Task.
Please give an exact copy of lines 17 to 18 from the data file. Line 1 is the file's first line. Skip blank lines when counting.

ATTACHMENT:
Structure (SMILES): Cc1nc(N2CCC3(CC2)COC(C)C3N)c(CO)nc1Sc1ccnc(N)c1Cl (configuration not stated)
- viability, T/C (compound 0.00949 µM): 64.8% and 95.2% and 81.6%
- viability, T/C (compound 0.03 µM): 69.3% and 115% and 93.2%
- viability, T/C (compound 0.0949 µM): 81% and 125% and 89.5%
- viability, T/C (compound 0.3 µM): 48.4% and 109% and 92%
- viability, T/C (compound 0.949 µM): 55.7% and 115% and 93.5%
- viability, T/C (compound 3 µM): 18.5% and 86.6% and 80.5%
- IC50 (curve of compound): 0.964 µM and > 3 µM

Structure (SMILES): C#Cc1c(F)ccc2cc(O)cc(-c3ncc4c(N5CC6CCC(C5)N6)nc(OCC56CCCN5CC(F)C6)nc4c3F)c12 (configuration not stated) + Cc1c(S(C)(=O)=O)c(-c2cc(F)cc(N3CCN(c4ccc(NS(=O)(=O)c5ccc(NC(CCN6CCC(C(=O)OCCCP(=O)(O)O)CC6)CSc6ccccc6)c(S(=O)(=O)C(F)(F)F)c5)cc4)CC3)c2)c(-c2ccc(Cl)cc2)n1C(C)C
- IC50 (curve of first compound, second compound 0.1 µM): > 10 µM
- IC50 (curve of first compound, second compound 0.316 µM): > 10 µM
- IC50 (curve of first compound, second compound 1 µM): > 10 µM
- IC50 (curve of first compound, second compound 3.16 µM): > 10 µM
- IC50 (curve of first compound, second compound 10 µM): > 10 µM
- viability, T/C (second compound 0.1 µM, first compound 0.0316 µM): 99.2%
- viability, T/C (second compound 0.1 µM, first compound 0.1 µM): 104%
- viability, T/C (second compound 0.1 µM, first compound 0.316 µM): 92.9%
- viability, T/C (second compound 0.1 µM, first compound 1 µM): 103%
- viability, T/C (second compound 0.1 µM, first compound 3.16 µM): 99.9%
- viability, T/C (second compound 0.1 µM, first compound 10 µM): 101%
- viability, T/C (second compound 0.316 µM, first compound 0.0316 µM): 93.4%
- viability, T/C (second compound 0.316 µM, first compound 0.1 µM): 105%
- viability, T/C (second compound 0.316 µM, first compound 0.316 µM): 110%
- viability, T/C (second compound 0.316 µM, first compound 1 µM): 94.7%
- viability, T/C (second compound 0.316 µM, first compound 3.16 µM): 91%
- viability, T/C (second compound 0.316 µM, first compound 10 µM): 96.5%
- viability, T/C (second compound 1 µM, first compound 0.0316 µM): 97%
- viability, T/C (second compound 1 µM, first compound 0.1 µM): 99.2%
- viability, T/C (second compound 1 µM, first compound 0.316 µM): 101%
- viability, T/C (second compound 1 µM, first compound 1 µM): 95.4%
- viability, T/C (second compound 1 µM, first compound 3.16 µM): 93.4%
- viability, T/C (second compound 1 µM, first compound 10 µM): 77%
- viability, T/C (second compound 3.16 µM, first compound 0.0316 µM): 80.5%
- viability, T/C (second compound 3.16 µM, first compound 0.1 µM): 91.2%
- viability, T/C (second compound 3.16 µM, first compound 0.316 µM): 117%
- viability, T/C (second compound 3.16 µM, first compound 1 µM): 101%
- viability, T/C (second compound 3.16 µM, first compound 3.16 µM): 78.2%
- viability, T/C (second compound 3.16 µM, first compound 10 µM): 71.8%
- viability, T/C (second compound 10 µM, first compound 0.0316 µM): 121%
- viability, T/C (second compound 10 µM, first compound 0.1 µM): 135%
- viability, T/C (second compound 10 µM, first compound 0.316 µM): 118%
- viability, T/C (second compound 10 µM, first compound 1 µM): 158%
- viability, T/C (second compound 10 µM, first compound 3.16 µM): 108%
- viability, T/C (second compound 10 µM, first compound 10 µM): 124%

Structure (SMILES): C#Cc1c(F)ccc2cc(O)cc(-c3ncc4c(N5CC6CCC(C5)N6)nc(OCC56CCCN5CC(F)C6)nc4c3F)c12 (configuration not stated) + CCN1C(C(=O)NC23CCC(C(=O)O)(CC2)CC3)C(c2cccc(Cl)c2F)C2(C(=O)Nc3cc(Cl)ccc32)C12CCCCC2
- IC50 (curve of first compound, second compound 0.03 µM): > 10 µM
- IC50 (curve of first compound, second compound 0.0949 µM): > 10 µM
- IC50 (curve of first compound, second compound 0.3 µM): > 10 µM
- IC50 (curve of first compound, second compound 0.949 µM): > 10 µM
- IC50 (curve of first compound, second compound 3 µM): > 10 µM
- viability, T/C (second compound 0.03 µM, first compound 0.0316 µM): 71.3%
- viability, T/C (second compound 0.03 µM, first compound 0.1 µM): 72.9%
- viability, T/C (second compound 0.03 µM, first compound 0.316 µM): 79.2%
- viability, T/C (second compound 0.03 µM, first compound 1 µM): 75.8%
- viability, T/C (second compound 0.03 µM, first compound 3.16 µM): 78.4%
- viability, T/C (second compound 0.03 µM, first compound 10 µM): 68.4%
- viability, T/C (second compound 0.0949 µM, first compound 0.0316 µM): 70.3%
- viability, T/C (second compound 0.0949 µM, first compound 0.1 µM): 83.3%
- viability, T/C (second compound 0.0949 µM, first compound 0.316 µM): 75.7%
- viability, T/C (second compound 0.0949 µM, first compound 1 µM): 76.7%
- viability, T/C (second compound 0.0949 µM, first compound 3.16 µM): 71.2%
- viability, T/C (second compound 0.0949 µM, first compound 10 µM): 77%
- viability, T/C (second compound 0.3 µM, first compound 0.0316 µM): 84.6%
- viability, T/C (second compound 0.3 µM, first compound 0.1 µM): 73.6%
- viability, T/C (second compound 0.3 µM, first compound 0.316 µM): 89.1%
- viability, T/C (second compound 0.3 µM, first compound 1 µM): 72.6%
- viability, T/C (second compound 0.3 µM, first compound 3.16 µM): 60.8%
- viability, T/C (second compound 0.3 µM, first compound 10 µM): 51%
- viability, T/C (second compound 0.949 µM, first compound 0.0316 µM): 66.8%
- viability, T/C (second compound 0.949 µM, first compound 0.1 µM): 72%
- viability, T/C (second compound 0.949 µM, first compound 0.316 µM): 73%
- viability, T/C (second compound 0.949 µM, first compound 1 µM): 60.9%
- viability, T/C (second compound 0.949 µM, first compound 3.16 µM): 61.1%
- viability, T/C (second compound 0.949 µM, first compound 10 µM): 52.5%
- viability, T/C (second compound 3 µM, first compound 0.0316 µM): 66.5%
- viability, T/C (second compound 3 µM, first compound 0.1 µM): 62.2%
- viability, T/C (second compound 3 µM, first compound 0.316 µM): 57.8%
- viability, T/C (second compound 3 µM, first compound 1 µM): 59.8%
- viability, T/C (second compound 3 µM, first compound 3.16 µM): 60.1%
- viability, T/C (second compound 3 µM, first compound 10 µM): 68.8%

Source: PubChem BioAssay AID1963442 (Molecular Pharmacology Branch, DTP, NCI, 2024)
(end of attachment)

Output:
- viability, T/C (second compound 0.1 µM, first compound 0.316 µM): 92.9%
- viability, T/C (second compound 0.1 µM, first compound 1 µM): 103%